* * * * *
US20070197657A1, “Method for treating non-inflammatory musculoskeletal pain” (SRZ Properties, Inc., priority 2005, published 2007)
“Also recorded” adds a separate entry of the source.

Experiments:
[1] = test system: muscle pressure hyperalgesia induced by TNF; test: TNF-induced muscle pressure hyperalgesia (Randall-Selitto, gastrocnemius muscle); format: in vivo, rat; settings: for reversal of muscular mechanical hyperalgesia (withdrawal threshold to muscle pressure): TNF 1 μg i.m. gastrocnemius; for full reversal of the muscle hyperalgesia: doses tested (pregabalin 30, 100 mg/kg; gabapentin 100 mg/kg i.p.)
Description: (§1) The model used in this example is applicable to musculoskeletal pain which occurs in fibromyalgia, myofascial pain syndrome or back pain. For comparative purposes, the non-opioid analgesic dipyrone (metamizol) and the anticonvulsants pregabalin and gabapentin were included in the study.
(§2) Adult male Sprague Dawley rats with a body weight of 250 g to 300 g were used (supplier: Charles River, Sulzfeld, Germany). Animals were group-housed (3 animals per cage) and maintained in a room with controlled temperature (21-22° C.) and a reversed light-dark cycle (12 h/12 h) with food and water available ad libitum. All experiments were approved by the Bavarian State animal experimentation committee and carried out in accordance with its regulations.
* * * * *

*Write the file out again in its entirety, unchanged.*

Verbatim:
US20070197657A1, “Method for treating non-inflammatory musculoskeletal pain” (SRZ Properties, Inc., priority 2005, published 2007)
“Also recorded” adds a separate entry of the source.

Experiments:
[1] = test system: muscle pressure hyperalgesia induced by TNF; test: TNF-induced muscle pressure hyperalgesia (Randall-Selitto, gastrocnemius muscle); format: in vivo, rat; settings: for reversal of muscular mechanical hyperalgesia (withdrawal threshold to muscle pressure): TNF 1 μg i.m. gastrocnemius; for full reversal of the muscle hyperalgesia: doses tested (pregabalin 30, 100 mg/kg; gabapentin 100 mg/kg i.p.)
Description: (§1) The model used in this example is applicable to musculoskeletal pain which occurs in fibromyalgia, myofascial pain syndrome or back pain. For comparative purposes, the non-opioid analgesic dipyrone (metamizol) and the anticonvulsants pregabalin and gabapentin were included in the study.
(§2) Adult male Sprague Dawley rats with a body weight of 250 g to 300 g were used (supplier: Charles River, Sulzfeld, Germany). Animals were group-housed (3 animals per cage) and maintained in a room with controlled temperature (21-22° C.) and a reversed light-dark cycle (12 h/12 h) with food and water available ad libitum. All experiments were approved by the Bavarian State animal experimentation committee and carried out in accordance with its regulations.